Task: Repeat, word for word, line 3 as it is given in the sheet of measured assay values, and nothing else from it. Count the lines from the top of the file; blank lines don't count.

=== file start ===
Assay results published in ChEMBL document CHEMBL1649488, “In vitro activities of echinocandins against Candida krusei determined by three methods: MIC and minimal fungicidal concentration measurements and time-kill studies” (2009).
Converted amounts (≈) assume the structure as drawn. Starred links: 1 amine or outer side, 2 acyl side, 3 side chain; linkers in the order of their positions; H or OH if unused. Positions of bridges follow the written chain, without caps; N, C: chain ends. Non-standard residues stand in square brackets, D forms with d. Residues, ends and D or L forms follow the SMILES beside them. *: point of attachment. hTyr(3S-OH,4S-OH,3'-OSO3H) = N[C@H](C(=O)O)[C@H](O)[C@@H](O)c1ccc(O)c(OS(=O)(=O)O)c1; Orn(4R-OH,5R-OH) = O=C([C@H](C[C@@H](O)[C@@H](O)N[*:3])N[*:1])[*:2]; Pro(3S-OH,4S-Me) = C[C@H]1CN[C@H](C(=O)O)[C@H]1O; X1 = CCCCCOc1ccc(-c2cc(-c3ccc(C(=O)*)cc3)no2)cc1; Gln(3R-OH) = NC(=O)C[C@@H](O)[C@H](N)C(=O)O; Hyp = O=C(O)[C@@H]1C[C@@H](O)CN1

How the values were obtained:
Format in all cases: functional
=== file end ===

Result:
How the values were obtained: